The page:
The cultural impact of Beyoncé’s ‘Renaissance’ Album

Beyonce in Rome in the On the Run Tour on 8 de June, 2018 – Wikimedia Commons

On January 21, 2023, Beyoncé performed for the opening of a luxury hotel in Dubai and was paid 35 million dollars to do so. This was her first concert in over four years, and it was invite-only, featuring journalists, influencers, and celebrities such as Letitia Wright, Winston Duke, Chloe x Halle, and Rebel Wilson. 

Beyoncé opened her concert with a cover of Etta James’s “At Last.”  She was accompanied by a full orchestra, a dance ensemble, and even a duet with her daughter Blue Ivy on their song “Brown Skin Girl.” 

Despite releasing her new album Renaissance in the summer of 2022, her Dubai performance did not feature any songs from the multi-Grammy nominated album. Instead, its setlist consisted of—in order of appearance— “XO,” “Ave Maria,” “Halo,” “Brown Skin Girl,” “Be Alive,” “Bigger,” “Freedom,” “Beautiful Liar,” “I Care,” “Crazy In Love,” “Countdown,” and “Naughty Girl,” to name a few. 

By embracing black queer culture, Beyoncé raises awareness for the community that threw the first bricks at Stonewall and is responsible for the majority of queer culture we have today.

Beyoncé ended the show dancing in a fountain with an ethereal and powerful rendition of “Drunk in Love” in the Phrygian mode. A video of her final riff went viral after users uploaded footage of her concert to TikTok which had viewers all over the world entranced. 

While Beyoncé’s concert in Dubai was sensational, it did leave some of her fans upset that she would perform in a country where one of her biggest inspirations, her Uncle Jonny, to whom she even dedicated Renaissance, could be sentenced to death for existing. 

In Dubai, it is illegal to be gay, and is an offense punishable by death due to the Sharia Law derived from the Quran. Beyoncé’s fanbase did express concern about her choice, but then again 35 million is 35 million. 

Beyoncé is not a shallow person for this, and she must have been eager to perform for the world after such a long hiatus. In addition, she has released limited visuals for her recent album, with only “I’m That Girl” and “Break My Soul” receiving teasers. With this lack of visuals, she wants her fans to experience the music for themselves, to draw their own conclusions and associations with the music.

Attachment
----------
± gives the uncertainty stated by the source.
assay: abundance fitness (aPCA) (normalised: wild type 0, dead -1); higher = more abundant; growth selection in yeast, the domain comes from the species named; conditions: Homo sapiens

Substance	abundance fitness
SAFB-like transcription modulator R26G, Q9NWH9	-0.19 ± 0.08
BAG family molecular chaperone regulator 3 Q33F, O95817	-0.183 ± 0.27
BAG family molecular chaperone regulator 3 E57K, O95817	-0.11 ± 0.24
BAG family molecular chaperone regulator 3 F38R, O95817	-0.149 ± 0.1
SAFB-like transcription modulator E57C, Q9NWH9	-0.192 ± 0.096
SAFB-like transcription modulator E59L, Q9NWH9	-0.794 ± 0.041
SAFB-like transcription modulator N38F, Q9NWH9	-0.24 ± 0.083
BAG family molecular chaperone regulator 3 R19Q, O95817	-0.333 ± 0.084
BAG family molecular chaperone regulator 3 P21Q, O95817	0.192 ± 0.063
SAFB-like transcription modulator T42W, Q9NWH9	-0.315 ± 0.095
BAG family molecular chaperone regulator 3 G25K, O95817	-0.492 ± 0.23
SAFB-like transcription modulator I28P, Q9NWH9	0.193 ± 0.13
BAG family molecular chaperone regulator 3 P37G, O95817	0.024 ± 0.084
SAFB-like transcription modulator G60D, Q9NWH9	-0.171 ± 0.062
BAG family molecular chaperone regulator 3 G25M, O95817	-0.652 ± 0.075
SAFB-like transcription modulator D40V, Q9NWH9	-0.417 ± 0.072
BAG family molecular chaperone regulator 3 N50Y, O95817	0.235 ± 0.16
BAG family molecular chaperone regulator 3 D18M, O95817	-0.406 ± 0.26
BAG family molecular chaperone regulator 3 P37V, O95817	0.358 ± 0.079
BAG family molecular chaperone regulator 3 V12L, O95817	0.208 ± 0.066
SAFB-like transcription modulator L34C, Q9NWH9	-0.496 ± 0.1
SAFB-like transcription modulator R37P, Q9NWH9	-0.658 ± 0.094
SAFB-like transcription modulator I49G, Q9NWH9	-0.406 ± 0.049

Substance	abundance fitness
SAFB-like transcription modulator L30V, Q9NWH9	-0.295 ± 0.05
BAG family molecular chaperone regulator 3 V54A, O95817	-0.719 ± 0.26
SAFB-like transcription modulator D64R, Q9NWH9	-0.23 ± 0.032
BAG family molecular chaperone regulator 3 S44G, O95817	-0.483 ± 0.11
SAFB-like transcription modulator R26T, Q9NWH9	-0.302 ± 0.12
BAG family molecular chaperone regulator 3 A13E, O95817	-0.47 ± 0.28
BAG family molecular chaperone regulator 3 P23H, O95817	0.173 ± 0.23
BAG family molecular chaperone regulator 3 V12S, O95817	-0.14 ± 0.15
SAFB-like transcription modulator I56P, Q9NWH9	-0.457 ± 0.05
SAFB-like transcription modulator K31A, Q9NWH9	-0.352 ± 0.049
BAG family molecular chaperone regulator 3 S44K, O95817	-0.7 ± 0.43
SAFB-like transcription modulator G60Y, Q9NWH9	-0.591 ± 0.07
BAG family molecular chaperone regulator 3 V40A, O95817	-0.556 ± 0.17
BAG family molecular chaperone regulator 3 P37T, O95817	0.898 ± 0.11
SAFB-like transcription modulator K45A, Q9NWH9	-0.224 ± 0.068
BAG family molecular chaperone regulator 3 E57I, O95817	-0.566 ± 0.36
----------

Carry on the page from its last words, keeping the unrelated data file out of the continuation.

On the other hand, some fans and sources speculate that Beyoncé may be releasing another film in the same way she did for her previous album, Lemonade. Only time will tell, as it has been six months and she has still not released a single music video for the album. 

Beyoncé’s album Renaissance is grounded in black queer ballroom culture. It debuted at no. 1 on the Billboard 200 and had the third highest album debut of 2022.

Contradictingly, Beyoncé’s Renaissance features a wide range of music: disco, electro-funk, afrobeat, techno, breakbeat, and house, which ballroom culture used as a form of resistance against racism and homophobia during drag pageants for gay black men and transgender women. 

Beyoncé samples drag icons of the era such as Kevin Aviance and Moi Renee, and on her lead single “Break My Soul” she samples Big Frieda’s 2014 track “Explode.” DJ Honey Dijon, who worked on the production of Renaissance, is a black trans-activist herself and remixed “Break My Soul” with Beyoncé. The album cover of Renaissance is a shout-out to designer Telfar Clemons and pays homage to Harlem’s ballroom scene.

Voguing ball as part of “Give me life” voguing festival in Berlin, November 2018 – Wikimedia Commons

 A remix of “Break My Soul,” The Queens Mix features a reworking of “Vogue” by Madonna that replaces the names of golden-age Hollywood singers and actors with powerful black women and queer artists such as Lizzo, Janet Jackson, Aretha Franklin, Grace Jones, Missy Elliott, Diana Ross, and Lauryn Hill. 

The song also pays homage to multiple Drag houses—a house of chosen family that one competes with at Drag Balls—in the following verse. This brings the song back full circle to the title of the classic Madonna hit. 

Voguing is a dance that is judged in ballroom pageants. Voguing’s roots are in the Harlem Renaissance—a dance form created to rebel against the “traditional” dance that was used to express the flow of movement and sexuality, as well as a way to fight against racism and homophobia. 

The reason why the outro of the Renaissance track “Heated” is so iconic is because it portrays the life, celebration, and queerness of a drag ball seen in the lyrics “tip, tip, tip on hardwood floors / ten, ten, ten across the board (with a waist that whines like it) / Give me face, face, face, face, yah / Your face card never declines my God.” 

By embracing black queer culture, Beyoncé raises awareness for the community that threw the first bricks at Stonewall and is responsible for the majority of queer culture we have today.

Fourth Former Aaron Bonaparte is a part of the BeyHive, Beyoncé’s online fanbase, and feels liberated that the community is finally getting national and worldwide recognition.

Renaissance is one of the first times that we’ve had a big artist make an album, for us [the POC queer community]… people can take our rhythm, music, and our dances and say ‘oh were voguing, oh were appreciating the culture’ but it just devalues, appropriates, and gentrifies it,” Bonaparte said. “For the first time, [Renaissance] is truly cultural appreciation. Beyoncé has done her homework, she has sampled the icons of Ball culture, and she made something completely new and beautiful. She is ‘That Girl.’”